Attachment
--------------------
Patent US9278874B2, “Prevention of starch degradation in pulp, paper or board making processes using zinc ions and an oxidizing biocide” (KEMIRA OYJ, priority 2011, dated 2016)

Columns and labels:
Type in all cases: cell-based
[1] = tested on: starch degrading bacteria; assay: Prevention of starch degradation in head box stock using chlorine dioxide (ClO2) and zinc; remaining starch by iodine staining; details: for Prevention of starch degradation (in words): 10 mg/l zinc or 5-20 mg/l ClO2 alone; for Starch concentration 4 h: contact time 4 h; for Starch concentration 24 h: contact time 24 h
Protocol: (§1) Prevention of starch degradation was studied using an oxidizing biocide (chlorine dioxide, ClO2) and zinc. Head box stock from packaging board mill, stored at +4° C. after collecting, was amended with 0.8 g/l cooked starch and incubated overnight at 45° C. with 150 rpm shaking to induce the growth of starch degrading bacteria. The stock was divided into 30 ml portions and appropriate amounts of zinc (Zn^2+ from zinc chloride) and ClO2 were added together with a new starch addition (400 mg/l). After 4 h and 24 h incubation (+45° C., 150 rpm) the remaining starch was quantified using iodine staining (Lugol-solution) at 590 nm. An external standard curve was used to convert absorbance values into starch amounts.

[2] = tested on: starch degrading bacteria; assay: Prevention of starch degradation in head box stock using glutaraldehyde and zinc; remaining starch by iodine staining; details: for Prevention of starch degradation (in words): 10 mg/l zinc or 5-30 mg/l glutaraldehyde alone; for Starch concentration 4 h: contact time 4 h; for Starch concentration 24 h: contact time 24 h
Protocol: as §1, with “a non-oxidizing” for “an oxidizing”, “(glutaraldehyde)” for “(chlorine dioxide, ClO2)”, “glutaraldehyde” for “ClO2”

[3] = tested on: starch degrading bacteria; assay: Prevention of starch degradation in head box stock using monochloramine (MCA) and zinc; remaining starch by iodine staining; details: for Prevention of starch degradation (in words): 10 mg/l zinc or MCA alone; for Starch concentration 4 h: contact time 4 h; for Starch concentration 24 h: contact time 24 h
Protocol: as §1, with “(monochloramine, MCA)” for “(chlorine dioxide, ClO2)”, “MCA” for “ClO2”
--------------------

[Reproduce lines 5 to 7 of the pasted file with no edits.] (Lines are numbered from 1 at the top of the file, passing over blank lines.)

Protocol: (§1) Prevention of starch degradation was studied using an oxidizing biocide (chlorine dioxide, ClO2) and zinc. Head box stock from packaging board mill, stored at +4° C. after collecting, was amended with 0.8 g/l cooked starch and incubated overnight at 45° C. with 150 rpm shaking to induce the growth of starch degrading bacteria. The stock was divided into 30 ml portions and appropriate amounts of zinc (Zn^2+ from zinc chloride) and ClO2 were added together with a new starch addition (400 mg/l). After 4 h and 24 h incubation (+45° C., 150 rpm) the remaining starch was quantified using iodine staining (Lugol-solution) at 590 nm. An external standard curve was used to convert absorbance values into starch amounts.

[2] = tested on: starch degrading bacteria; assay: Prevention of starch degradation in head box stock using glutaraldehyde and zinc; remaining starch by iodine staining; details: for Prevention of starch degradation (in words): 10 mg/l zinc or 5-30 mg/l glutaraldehyde alone; for Starch concentration 4 h: contact time 4 h; for Starch concentration 24 h: contact time 24 h
Protocol: as §1, with “a non-oxidizing” for “an oxidizing”, “(glutaraldehyde)” for “(chlorine dioxide, ClO2)”, “glutaraldehyde” for “ClO2”